Interfaces built on voice control and chatbots may still feel overly futuristic for some consumers. But even if you resist the notion of having conversations with your computer, natural language processing technology is still changing the way you interact with the world around you.
If you’re looking to buy a specific product, for instance, you’re probably more likely to search for it online than to dig through the product catalogs of multiple retailers.
The reason why searching works better than browsing is that computers are becoming increasingly skilled at deciphering our plain English queries. But as the segment of consumers who expect seamless natural language interactions grows, so too does the pressure for retailers to get with the program.
Addstructure, a Chicago-based natural language startup, works with retailers to take the fight to e-commerce titans like Amazon. The company’s suite of natural language processing technologies helps retailers capture organic search traffic, increase the precision of on-site searches, analyze customer interactions and enable voice search capabilities.
Unlike Alexa, which is specifically designed for ordering Amazon products using Amazon devices, Addstructure’s voice search features are not tied to any particular device or operating system and can be sold to any online retailer who wants to provide a similar experience.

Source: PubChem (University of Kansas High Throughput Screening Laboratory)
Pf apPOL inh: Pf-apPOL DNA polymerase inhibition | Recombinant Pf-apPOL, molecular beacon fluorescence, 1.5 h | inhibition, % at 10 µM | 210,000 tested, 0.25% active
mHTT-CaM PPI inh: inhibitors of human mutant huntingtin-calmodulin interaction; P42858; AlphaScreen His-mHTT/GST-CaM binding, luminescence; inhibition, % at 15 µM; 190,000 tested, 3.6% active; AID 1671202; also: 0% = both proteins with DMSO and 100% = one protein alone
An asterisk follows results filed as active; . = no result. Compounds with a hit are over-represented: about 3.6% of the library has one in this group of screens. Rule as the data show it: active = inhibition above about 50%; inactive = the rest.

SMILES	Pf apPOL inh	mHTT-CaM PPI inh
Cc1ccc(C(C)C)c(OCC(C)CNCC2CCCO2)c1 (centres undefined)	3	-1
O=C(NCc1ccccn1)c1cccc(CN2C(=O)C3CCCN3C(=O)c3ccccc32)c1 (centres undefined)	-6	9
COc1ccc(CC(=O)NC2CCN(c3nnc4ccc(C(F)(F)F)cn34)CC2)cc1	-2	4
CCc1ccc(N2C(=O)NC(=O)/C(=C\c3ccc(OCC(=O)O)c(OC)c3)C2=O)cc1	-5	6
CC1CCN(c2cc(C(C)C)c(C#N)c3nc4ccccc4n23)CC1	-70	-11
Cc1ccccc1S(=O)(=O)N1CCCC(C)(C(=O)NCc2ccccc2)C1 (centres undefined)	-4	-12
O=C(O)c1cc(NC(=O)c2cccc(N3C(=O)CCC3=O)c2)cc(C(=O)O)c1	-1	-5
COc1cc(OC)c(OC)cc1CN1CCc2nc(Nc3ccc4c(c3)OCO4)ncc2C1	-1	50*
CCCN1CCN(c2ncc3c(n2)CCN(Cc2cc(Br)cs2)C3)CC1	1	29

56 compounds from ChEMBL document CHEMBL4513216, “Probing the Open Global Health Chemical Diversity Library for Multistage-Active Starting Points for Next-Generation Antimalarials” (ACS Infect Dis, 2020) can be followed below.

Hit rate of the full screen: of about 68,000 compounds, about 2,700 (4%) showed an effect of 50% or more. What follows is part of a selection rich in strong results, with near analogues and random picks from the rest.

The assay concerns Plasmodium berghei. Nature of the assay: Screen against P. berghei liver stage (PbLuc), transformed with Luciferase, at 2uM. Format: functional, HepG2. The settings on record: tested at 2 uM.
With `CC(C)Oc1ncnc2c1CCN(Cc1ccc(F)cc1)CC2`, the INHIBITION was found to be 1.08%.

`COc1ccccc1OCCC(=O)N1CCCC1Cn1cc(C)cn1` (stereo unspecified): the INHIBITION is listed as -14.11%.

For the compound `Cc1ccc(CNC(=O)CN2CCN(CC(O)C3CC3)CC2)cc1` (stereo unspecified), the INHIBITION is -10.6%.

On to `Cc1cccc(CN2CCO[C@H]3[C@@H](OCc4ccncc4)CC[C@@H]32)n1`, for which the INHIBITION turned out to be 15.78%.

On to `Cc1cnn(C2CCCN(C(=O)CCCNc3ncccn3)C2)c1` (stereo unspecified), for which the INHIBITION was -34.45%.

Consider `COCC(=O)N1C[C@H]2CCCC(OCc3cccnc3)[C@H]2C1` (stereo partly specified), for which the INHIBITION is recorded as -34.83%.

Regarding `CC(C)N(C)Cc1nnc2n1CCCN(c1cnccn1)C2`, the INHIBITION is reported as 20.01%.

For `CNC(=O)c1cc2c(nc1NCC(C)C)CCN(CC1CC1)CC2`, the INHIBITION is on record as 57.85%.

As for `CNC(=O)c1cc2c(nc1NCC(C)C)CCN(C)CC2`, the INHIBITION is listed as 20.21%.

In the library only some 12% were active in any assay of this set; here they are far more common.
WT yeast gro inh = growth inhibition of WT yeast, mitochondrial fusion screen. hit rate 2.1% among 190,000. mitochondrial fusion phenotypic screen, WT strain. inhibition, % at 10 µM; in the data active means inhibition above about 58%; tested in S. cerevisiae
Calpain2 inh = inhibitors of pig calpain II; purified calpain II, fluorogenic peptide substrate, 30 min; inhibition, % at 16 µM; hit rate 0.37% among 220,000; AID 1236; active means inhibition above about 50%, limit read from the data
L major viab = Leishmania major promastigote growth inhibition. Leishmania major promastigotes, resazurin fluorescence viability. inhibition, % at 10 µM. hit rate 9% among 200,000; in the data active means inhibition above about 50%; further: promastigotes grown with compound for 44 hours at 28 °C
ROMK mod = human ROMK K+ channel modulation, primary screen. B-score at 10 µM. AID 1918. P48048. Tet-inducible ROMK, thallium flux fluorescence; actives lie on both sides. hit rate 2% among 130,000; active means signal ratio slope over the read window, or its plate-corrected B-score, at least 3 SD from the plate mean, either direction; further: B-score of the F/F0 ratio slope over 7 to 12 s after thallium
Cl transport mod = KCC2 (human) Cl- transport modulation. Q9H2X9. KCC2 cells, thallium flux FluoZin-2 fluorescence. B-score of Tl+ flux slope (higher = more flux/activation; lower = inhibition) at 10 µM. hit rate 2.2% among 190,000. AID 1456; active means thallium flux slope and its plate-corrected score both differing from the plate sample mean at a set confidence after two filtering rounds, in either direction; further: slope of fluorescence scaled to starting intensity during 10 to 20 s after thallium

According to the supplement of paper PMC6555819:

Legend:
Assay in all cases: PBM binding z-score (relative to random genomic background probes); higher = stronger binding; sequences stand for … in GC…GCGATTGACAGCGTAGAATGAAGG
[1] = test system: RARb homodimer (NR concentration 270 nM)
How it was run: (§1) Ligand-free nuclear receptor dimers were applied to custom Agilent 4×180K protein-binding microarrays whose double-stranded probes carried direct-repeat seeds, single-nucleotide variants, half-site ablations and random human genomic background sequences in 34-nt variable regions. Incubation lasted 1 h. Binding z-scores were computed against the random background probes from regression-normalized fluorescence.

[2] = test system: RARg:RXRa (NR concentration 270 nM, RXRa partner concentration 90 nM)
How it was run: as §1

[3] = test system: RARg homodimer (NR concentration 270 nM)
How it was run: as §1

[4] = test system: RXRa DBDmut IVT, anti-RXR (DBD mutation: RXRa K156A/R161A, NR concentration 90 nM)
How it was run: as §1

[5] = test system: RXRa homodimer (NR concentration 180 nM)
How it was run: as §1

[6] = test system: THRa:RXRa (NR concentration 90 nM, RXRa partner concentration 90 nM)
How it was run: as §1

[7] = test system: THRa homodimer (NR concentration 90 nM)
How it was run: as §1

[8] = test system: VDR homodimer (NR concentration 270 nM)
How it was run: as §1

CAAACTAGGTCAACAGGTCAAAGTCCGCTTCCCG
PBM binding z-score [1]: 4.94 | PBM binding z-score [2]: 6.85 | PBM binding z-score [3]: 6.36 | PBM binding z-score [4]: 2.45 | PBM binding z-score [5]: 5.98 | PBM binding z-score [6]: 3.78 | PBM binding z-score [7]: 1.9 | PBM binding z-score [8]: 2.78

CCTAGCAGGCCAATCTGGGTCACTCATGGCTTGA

“We plug into pretty much every conversational channel, so you can imagine doing this through OK Google, Siri, an Alexa skill or a Facebook Messenger bot,” said co-founder Will Underwood.
Although voice interfaces have come to dominate much of the conversation about natural language processing, Underwood said Addstructure’s search engine optimization technology is also attracting a lot of interest from retailers.
“Probably the primary place people are using natural language right now is organic search on Google — if they’re researching the best headphones for running or good cell phones for senior citizens, they’re turning to Google,” said Underwood. “We see it as a continuum. We try to be end-to-end natural language, and wherever that can occur, we want to be there.”
Underwood got his start doing natural processing as a graduate student at the University of Illinois at Chicago, where he was developing technology to search for restaurants by subjective attributes mentioned in customer reviews, like “best pad thai,” “best service” and “best music selection.”
Recognizing the potential for other applications, Underwood launched Addstructure with co-founder and fellow University of Chicago alumnus Jarrod Wolf in 2014, and soon developed a partnership with a major consumer electronics retailer to power its e-commerce search engine. Leveraging the same principles as in Underwood’s restaurant project, the engine let consumers search for “quiet dishwashers” or “TV’s with good sound quality.”
The company participated in the Minneapolis-based Techstars Retail accelerator this fall. Upon graduating, Addstructure announced that it has entered into a partnership with Target, which sponsored the accelerator program, to run pilots of all three of its core natural language products. Wolf said the experience of working with Target has been a huge boon for Addstructure.
“The Target teams were really open to sharing information, and their search team shared a very, very large data set with us,” said Wolf. “They’re really open to innovation and working with startups.”
Currently based out of New York, Wolf will be moving back to Chicago this winter to join the rest of the Addstructure team. The company is also in the midst of raising its next round of funding, and will be growing its team from six to at least 10 over the next months.
Image via Addstructure.